BENNINGTON -- On Sunday, Feb. 16 at 2 p.m., the Bennington Historical Society will welcome Ted Bird, who will give a presentation, "Route Seven, Then and Now," in the Ada Paresky Education Center of the Bennington Museum.
Also known as The Ethan Allen Highway, this north-south route along the western border of Vermont has been the main highway for travelers as long as we can remember.
Bird’s presentation will examine this road from Pownal to Manchester.
Images of motels, gift shops, stores, restaurants and other establishments that use to line the road or those that are still there but vastly changed from what is remembered, will be shared with attendees.
Pictures taken of sites in Pownal, Bennington, Shaftsbury, Arlington, Sunderland and Manchester, both current and how they looked in the 1930s, 40s, 50s, and 60s, are included. Even the road has changed as some of old Route 7 is now Route 7A. The relocated Route 7 from Pownal to Pownal Center (built in 1960-1961) and the new Route 7 from Bennington to Manchester (built in the late 70s and early 1980s) is not included.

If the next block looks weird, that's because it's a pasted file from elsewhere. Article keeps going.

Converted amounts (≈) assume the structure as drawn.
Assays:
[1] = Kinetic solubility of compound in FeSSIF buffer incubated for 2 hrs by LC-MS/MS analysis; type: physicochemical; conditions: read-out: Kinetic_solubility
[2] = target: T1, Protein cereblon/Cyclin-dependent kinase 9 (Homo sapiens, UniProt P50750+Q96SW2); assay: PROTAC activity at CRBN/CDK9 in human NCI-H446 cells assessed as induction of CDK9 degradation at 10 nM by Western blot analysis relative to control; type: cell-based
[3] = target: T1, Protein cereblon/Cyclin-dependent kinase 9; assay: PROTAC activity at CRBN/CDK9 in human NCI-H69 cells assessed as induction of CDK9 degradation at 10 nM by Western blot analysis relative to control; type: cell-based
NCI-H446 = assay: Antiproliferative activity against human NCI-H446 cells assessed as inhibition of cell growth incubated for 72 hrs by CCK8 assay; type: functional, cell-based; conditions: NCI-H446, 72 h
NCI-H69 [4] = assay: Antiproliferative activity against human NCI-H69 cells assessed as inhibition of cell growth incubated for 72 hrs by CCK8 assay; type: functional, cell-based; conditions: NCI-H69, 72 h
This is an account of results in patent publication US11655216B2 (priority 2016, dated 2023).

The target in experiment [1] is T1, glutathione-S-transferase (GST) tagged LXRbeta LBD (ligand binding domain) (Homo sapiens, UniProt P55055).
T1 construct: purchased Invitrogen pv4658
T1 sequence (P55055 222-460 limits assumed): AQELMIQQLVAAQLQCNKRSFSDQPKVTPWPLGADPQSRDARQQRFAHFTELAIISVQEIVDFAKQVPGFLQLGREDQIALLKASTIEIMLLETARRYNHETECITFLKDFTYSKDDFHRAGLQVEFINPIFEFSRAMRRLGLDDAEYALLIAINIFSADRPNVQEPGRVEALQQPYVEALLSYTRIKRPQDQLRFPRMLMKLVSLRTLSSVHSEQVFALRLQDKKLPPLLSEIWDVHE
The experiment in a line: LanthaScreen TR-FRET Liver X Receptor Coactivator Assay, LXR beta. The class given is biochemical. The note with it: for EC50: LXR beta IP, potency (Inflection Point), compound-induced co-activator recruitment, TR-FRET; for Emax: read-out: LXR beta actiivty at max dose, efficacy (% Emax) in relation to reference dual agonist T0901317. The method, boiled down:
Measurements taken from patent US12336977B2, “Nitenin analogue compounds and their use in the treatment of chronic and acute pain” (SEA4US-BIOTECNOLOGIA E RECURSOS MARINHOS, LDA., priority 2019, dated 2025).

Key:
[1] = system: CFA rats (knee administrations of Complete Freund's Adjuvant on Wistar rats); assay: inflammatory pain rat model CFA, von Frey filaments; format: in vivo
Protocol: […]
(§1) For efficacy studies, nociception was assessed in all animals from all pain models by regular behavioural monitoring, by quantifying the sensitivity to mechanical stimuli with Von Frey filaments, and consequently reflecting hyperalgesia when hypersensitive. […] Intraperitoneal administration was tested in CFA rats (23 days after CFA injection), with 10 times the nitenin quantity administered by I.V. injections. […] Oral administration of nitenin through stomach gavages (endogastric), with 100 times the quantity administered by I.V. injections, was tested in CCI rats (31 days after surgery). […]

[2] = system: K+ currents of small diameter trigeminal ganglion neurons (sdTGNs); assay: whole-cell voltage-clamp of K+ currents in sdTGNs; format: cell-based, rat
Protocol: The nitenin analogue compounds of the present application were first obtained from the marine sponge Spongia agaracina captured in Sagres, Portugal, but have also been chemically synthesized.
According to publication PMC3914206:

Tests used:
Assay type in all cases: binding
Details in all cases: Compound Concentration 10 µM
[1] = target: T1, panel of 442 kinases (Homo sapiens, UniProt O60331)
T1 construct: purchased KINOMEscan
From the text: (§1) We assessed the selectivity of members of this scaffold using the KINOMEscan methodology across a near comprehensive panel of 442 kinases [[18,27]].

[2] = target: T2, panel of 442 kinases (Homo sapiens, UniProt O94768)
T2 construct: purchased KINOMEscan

In the past Bird has given presentations on "Bennington’s Missing Persons," the "Changing Face of Main Street," a look at the Ku Klux Klan in Vermont, and the story of the Bennington Opera House/General Stark Theatre.
The Bennington Historical Society is an affiliate of the Bennington Museum, which is located at 75 Main St.
The museum re-opens Feb. 14 with newly installed masterworks by Anna Mary Robertson "Grandma’ Moses on view, as well as new works by Paul Feeley, Helen Frankenthaler, and Jules Olitski in the Bennington Modernism Gallery. Admission is $10 for adults, $9 for seniors and students over 18. Admission is not charged for younger students or for visitors to the museum shop and café.
Visit the museum’s website, www.benningtonmuseum.org, or call 802-447-1571 for more information.